Poverty and economic decision making: a review of scarcity theory

Ernst Jan de Bruijn*, Gerrit Antonides

*Corresponding author for this work

Research output: Contribution to journalArticleAcademicpeer-review

Abstract

Poverty is associated with a wide range of counterproductive economic behaviors. Scarcity theory proposes that poverty itself induces a scarcity mindset, which subsequently forces the poor into suboptimal decisions and behaviors. The purpose of our work is to provide an integrated, up-to-date, critical review of this theory. To this end, we reviewed the empirical evidence for three fundamental propositions: (1) Poverty leads to attentional focus and neglect causing overborrowing, (2) poverty induces trade-off thinking resulting in more consistent consumption decisions, and (3) poverty reduces mental bandwidth and subsequently increases time discounting and risk aversion. Our findings indicate that the current literature predominantly confirms the first and second proposition, although methodological issues prevent a firm conclusion. Evidence for the third proposition was not conclusive. Additionally, we evaluated the overall status of scarcity theory. Although the theory provides an original, coherent, and parsimonious explanation for the relationship between financial scarcity and economic decision making, the theory does not fully accord with the data and lacks some precision. We conclude that both theoretical and empirical work are needed to build a stronger theory.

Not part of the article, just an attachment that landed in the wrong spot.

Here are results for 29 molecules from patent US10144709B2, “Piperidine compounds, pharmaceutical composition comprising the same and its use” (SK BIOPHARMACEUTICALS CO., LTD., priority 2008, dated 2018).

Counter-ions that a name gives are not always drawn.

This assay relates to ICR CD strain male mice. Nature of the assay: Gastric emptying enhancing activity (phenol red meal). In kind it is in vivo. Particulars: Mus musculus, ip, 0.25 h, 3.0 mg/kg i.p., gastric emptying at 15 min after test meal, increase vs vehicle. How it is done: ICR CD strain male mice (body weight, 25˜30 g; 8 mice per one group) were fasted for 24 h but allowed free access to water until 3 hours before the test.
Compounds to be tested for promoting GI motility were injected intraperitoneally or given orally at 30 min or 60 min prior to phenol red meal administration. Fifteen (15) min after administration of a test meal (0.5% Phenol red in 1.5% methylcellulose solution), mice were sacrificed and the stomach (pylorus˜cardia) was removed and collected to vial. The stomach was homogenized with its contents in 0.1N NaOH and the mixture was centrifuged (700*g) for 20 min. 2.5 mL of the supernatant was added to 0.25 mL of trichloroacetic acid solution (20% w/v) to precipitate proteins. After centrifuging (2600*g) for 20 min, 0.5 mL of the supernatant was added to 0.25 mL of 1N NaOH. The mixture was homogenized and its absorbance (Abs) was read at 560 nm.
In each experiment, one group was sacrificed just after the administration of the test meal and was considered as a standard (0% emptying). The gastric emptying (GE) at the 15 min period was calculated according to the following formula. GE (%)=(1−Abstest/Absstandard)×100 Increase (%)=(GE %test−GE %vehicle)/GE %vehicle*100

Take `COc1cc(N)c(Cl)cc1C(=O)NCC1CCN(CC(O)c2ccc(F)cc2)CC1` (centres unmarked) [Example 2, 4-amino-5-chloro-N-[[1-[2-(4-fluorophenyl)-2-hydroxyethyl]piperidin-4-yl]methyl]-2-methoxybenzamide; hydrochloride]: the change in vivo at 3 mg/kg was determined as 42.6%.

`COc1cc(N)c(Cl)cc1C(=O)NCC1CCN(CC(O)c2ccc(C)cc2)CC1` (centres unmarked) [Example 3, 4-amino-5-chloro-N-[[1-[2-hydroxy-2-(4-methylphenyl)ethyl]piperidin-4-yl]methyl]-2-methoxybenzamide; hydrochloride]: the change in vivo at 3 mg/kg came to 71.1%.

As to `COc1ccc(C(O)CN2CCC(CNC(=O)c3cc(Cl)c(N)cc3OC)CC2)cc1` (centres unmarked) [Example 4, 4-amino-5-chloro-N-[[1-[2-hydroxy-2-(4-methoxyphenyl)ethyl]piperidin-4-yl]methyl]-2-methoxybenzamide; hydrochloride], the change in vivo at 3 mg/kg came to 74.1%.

Original languageEnglish
JournalTheory and Decision
DOIs
Publication statusE-pub ahead of print - 9 Mar 2021

Keywords

  • Attention
  • Cognition
  • Economic decision making
  • Literature review
  • Poverty
  • Scarcity theory

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